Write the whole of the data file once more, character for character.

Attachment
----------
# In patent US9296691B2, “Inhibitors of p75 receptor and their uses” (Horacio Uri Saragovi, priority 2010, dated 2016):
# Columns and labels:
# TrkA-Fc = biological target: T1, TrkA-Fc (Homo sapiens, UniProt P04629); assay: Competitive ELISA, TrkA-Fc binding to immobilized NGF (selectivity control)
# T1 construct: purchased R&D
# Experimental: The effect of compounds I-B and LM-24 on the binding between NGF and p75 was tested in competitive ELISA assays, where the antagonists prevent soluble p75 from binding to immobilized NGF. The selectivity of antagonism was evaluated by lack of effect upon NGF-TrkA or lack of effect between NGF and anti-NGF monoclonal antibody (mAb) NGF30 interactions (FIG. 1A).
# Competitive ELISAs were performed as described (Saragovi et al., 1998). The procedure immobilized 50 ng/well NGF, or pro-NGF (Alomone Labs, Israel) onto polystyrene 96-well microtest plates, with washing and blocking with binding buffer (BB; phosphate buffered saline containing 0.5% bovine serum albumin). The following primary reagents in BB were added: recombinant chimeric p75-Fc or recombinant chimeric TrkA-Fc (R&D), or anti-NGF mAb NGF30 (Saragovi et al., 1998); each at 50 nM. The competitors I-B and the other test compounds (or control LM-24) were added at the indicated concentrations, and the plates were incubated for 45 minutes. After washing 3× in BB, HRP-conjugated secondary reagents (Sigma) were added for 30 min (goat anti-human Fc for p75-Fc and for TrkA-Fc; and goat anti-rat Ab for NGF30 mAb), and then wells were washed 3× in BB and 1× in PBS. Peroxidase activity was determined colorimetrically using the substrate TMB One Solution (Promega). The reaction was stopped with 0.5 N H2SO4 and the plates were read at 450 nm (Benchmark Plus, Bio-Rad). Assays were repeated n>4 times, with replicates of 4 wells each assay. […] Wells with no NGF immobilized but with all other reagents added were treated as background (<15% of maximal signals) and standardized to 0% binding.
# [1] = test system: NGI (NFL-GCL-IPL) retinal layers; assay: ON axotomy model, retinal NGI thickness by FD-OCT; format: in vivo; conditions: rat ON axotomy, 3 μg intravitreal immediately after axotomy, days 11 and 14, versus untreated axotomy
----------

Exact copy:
# In patent US9296691B2, “Inhibitors of p75 receptor and their uses” (Horacio Uri Saragovi, priority 2010, dated 2016):
# Columns and labels:
# TrkA-Fc = biological target: T1, TrkA-Fc (Homo sapiens, UniProt P04629); assay: Competitive ELISA, TrkA-Fc binding to immobilized NGF (selectivity control)
# T1 construct: purchased R&D
# Experimental: The effect of compounds I-B and LM-24 on the binding between NGF and p75 was tested in competitive ELISA assays, where the antagonists prevent soluble p75 from binding to immobilized NGF. The selectivity of antagonism was evaluated by lack of effect upon NGF-TrkA or lack of effect between NGF and anti-NGF monoclonal antibody (mAb) NGF30 interactions (FIG. 1A).
# Competitive ELISAs were performed as described (Saragovi et al., 1998). The procedure immobilized 50 ng/well NGF, or pro-NGF (Alomone Labs, Israel) onto polystyrene 96-well microtest plates, with washing and blocking with binding buffer (BB; phosphate buffered saline containing 0.5% bovine serum albumin). The following primary reagents in BB were added: recombinant chimeric p75-Fc or recombinant chimeric TrkA-Fc (R&D), or anti-NGF mAb NGF30 (Saragovi et al., 1998); each at 50 nM. The competitors I-B and the other test compounds (or control LM-24) were added at the indicated concentrations, and the plates were incubated for 45 minutes. After washing 3× in BB, HRP-conjugated secondary reagents (Sigma) were added for 30 min (goat anti-human Fc for p75-Fc and for TrkA-Fc; and goat anti-rat Ab for NGF30 mAb), and then wells were washed 3× in BB and 1× in PBS. Peroxidase activity was determined colorimetrically using the substrate TMB One Solution (Promega). The reaction was stopped with 0.5 N H2SO4 and the plates were read at 450 nm (Benchmark Plus, Bio-Rad). Assays were repeated n>4 times, with replicates of 4 wells each assay. […] Wells with no NGF immobilized but with all other reagents added were treated as background (<15% of maximal signals) and standardized to 0% binding.
# [1] = test system: NGI (NFL-GCL-IPL) retinal layers; assay: ON axotomy model, retinal NGI thickness by FD-OCT; format: in vivo; conditions: rat ON axotomy, 3 μg intravitreal immediately after axotomy, days 11 and 14, versus untreated axotomy